Upheld: Good Taste and Decency, Children’s Interests, Violence

Not Upheld: Law and Order

No Order

Decisions
Sanders and Apna Networks Ltd - 2017-017 (9 August 2017)
2017-017

Kaho Naa… Pyaar Hai (Say… You’re in Love), a Bollywood romantic thriller film, was broadcast on free-to-air television channel APNA TV between 3pm and 6pm. The film featured action scenes containing violence. The Authority upheld a complaint that the film breached a number of broadcasting standards. The film was broadcast unclassified and with an incorrect programme description, which meant audiences were unable to make an informed viewing choice and were unable to regulate their own, and their children’s, viewing behaviour. The film’s inclusion of violent imagery such as beatings, shoot-outs, murder and dead bodies, and the visual depiction of these acts occurring onscreen, warranted an AO classification and later time of broadcast on free-to-air television. The film’s content would have been outside audience expectations of the programme, and child viewers, who were likely to be watching at the time of broadcast, were unable to be protected from material that had the potential to adversely affect them. The Authority did not uphold the complaint under the law and order standard.

Upheld: Programme Information, Children’s Interests, Good Taste and Decency, Violence; Not Upheld: Law and Order

Orders: Section 13(1)(a) broadcast statement; section 16(4) costs to the Crown $1,500

Decisions
Cochran and Radio New Zealand Ltd - 2017-032 (24 July 2017)
2017-032

An item on Checkpoint reported on the final stages of a court case in Auckland, known as the ‘Dome Valley’ kidnapping, in which a young woman was kidnapped, beaten, sexually violated and left to die by a group of her former friends. The reporter outlined the events of the kidnapping and the item featured segments of the victim giving evidence (with her voice disguised) via audio-visual link from another room in the closed court. The reporter and the victim outlined her assault and injuries in some detail. No audience advisory was broadcast. The Authority found that, while this item had high value in terms of the right to freedom of expression, and was in the public interest, a brief audience advisory should have been broadcast to enable listeners to decide if they wished to listen to the detailed, violent content included in the item. While the Authority supported the broadcast of an item that gave voice to the victim, the segment contained descriptions and details that were disturbing in nature and potentially upsetting for listeners, particularly those who had suffered similarly and any children who may have been listening. The Authority did not uphold the complaint under the law and order standard. 

Upheld: Good Taste and Decency, Children’s Interests, Violence

Not Upheld: Law and Order

No Order

Decisions
Johns and Television New Zealand Ltd - 2016-049 (20 September 2016)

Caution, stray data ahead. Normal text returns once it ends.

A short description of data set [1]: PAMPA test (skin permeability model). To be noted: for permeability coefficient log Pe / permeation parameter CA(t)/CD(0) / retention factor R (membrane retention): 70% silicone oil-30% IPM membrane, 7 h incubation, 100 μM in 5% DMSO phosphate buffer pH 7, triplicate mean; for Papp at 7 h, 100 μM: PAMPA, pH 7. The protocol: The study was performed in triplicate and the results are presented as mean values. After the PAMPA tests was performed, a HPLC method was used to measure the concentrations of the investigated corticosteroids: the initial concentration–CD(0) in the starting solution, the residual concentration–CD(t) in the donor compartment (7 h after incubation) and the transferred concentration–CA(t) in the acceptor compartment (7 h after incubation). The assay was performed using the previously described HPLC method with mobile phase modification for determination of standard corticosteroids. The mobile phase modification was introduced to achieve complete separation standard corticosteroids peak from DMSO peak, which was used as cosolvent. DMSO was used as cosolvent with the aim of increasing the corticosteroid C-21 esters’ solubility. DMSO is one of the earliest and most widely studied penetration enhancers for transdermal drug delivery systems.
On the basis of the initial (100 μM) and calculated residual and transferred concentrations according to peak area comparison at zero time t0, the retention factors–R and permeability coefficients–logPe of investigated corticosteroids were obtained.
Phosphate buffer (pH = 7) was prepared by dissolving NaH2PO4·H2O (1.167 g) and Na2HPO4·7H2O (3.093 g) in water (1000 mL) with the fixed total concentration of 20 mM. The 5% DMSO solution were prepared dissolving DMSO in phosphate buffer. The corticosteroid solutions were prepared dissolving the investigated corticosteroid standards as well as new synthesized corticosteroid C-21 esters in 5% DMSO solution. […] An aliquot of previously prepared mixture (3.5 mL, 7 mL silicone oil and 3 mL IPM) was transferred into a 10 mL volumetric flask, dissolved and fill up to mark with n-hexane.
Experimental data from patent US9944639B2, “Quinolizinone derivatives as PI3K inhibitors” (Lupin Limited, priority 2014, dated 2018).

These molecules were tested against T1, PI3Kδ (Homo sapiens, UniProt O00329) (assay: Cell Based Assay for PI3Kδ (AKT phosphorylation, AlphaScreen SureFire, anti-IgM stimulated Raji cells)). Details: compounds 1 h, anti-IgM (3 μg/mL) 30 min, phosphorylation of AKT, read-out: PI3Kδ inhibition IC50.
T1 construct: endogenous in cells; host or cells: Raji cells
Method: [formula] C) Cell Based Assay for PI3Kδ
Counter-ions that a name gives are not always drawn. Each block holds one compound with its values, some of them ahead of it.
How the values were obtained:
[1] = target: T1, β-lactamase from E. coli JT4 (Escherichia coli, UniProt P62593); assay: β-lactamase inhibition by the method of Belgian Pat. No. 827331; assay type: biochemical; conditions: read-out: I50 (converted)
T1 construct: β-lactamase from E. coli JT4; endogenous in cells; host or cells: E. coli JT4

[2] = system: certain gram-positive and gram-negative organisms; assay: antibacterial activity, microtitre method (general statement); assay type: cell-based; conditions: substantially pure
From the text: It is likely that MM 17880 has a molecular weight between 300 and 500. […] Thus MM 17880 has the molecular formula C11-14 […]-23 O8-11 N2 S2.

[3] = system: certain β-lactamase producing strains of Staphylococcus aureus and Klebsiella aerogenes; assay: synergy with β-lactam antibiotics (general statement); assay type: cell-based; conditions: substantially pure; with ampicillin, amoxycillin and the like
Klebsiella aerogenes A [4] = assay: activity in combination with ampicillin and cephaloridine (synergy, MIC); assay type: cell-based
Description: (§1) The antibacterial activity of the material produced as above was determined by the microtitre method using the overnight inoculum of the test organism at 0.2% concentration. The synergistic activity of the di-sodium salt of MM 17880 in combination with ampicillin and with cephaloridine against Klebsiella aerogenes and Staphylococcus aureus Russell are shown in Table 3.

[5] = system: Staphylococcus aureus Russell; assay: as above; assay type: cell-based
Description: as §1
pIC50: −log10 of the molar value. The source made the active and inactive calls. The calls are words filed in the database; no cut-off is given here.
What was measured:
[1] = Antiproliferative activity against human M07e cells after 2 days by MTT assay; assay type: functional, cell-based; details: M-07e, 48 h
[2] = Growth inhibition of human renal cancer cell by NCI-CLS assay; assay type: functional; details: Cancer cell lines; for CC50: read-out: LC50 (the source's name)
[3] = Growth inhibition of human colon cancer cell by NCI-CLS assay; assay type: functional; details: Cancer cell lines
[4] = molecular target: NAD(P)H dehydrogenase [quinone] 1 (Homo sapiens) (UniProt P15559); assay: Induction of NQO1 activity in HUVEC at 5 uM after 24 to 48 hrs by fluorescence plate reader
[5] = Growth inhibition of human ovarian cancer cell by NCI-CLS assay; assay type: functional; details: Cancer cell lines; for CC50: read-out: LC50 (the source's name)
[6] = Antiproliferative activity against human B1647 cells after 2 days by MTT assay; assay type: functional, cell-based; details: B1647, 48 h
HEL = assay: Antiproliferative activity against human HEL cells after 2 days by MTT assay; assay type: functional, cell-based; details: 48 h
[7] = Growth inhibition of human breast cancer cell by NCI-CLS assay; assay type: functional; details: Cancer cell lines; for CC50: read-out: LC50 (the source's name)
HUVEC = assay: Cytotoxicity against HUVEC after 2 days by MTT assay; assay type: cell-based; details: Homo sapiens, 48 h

2016-049

An episode of the British cartoon, Grizzly Tales, which was classified G (General), featured a young girl called Victoria Spew who threw tantrums until she vomited to get her way. At the end of the episode, Victoria was sucked into the vacuum cleaner her mother had bought to clean up after her. The cartoon showed Victoria’s teeth being pulled from her gums, and organs and body parts falling into the bag. The episode ended with Victoria’s body parts trapped in the vacuum cleaner. The Authority upheld a complaint that this episode of Grizzly Tales was unsuitable for young children. The programme was classified G and so was required to be suitable for all children under the age of 14. While this episode may have appealed to older children, the Authority did not consider it was appropriate for preschool children, who were likely to be watching unsupervised early in the morning. The Authority did not make an order.

Upheld: Children’s Interests, Violence, Good Taste and Decency

No Order 

Decisions
Cripps and MediaWorks TV Ltd - 2015-043
2015-043

A promo for NCIS and NCIS: LA showed scenes of guns being fired, photos of a dead body and someone getting punched in the face, among other things. The Authority upheld a complaint that the broadcast did not adequately consider children’s interests. The content was not suitable for unsupervised child viewers, so the promo should have received a higher classification than G (for general audiences). On this basis the Authority found that the promo also breached the violence standard, as the broadcaster did not exercise adequate care and discretion when dealing with violent content.

Upheld: Children’s Interests, Violence

Order: Section 16(4) – $500 costs to the Crown

Decisions
McCaw and SKY Network Television Ltd - 2015-011
2015-011

The music video for Nicki Minaj’s song ‘Only’ was broadcast on MTV at 6.50pm, in a segment classified MC. The Authority upheld the complaint that the numerous expletives and sexual references in the video were distasteful and unsuitable for uncensored broadcast at a time when younger viewers were watching. The video was incorrectly classified MC when it should have been 16LC and the explicit adult content exceeded audience expectations of the MC classification. The incorrect classification also meant that filtering technology would not have been as effective in preventing children from viewing the video as it should have been.

Upheld: Good Taste and Decency, Children

Order: Section 16(4) – $1,500 costs to the Crown

Decisions
Black and MediaWorks TV Ltd - 2015-037
2015-037

A promo for the movie No Strings Attached screened during The X Factor NZ which was rated G. The Authority upheld the complaint that explicit sexual references contained in the promo went beyond the boundaries of the G classification and consequently the broadcaster did not adequately consider the interests of younger viewers who were likely to be watching.

Upheld: Responsible Programming, Children’s Interests

No Order 

Decisions
Henderson and MediaWorks TV Ltd - 2014-156
2014-156

A promo for The Night Shift briefly showing a male and female passionately kissing screened during Shrek Forever After, which was classified G. The Authority upheld the complaint that the promo breached the responsible programming and children’s interests standards, as the promo contained sexual material more properly falling within the PGR classification. The Authority did not make any order.